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Marijn De Geus


Founder & CEO

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6 steps to find the ROI of your training program


You have probably heard the standard opinions: even though communication training may help awareness, self-confidence and recognition, it remains something that is ‘nice to have’. Something that you can’t measure and therefore does not deserve priority. However, this is not the case anymore: soft skills can be measurably improved and the Return On Investment (ROI) may help you to convince others. How does it work?

Determining the ROI was added as the fifth phase of Kirkpatrick’s evaluation model in 1992 by dr. Jack Phillips. Leopard Learning has used this in an example. After you have evaluated the training effect on reactions, learning, behavior and result, determining the revenue is the icing on the cake. In this way you can show if it was worth the investment! Follow these 6 steps to determine the ROI of your training program.

1. Collect data beforehand

To know the worth of the data after the program, you must be able to compare it to a baseline. So determine the level of the trainees (and non-trainees, possibly) and collect data on the process or the output that must be improved with the program. For example, if you are going to train customer service staff in handling complaints quickly, you might want to measure the time that they need for that now. It’s important to have a good estimate of the costs per complaint on average, because you will figure out the revenue based on this.

2. Collect data afterwards

A lot of time can pass between point 1 and 2. In these months, trainees practice the skill repeatedly and the effect of their implementation in practice is visible. By measuring the skill at the end of the program in the same way as beforehand, you have an objective view on individual growth. Then, questionnaires among managers, clients or colleagues can reveal the change in practice. Collecting the same data as in step 1 shows the handling time.

3. Isolate the effects of the program

Establishing the connection between skill development and corporate results is the biggest challenge in determining the ROI. First of all, acknowledge external factors that may have influenced the results, like the introduction of a new product for example. Ask the input from (managers of) trainees, clients and/or analysts. Then, you can estimate the impact with techniques like control groups, trend line analysis, forecasting and expert estimates.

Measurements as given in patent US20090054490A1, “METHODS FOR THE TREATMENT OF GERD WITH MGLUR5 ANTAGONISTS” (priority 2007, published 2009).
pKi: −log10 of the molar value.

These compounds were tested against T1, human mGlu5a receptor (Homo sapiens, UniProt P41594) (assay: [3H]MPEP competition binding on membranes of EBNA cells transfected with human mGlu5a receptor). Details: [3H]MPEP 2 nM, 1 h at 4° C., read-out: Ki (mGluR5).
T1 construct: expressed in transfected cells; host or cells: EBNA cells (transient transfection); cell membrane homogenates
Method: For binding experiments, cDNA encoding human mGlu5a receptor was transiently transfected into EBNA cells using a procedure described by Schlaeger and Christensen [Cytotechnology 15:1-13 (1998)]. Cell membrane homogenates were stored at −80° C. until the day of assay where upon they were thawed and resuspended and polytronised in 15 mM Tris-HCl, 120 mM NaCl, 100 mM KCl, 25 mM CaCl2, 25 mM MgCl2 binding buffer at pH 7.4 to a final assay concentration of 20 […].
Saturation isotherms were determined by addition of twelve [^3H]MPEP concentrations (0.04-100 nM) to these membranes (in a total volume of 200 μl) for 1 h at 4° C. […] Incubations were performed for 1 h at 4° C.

4. Convert the data into monetary advantage

Now you should convert hard and soft data into a monetary value. Focus on a measuring unit that can be valued per unit. Complaints, for example, cost €500 directly and indirectly. Subsequently you calculate the change: after isolating the effects of the program, 30 of the 60 less complaints after 6 months can be determined to be due to improved skills. Then estimate a realistic number on an annual basis, say 50. The value becomes 50 x €500 = €25,000.

5. Identify the costs of the program

Fortunately, identifying the costs is less work than the revenue. Most of all if your staff was training online. When they trained offline as well, you need to add material costs, facility costs, trainer costs, travel and accommodation expenses, food, lost time costs and staff salary to the development and licence costs. Also think of administration, evaluation of needs and possible purchase of tablets, for example. Let’s use €15,000 for this example.

6. Calculate the ROI

Now we have two figures that we can enter in the ROI formula:

ROI = (Revenue – Costs) / Costs * 100%

Our example: (€25,000-€15,000) / 15,000 * 100% = 67%

In financial terms, this would be a fantastic ROI. But next to the fact that these figures have been made up, you cannot compare the ROI from different disciplines. By combining conservative estimates with reliable sources and communicating this clearly, you can substantiate the investment. In addition, you can compare the ROI of different training programs. Be aware that many advantages cannot be made quantifiable or that they only appear later on, like improved teamwork, internal communication or staff satisfaction.

Curious about what more you can do with your training program data? Check our analytics!

Author Profile Picture
Marijn De Geus

Founder & CEO

Read more from Marijn De Geus

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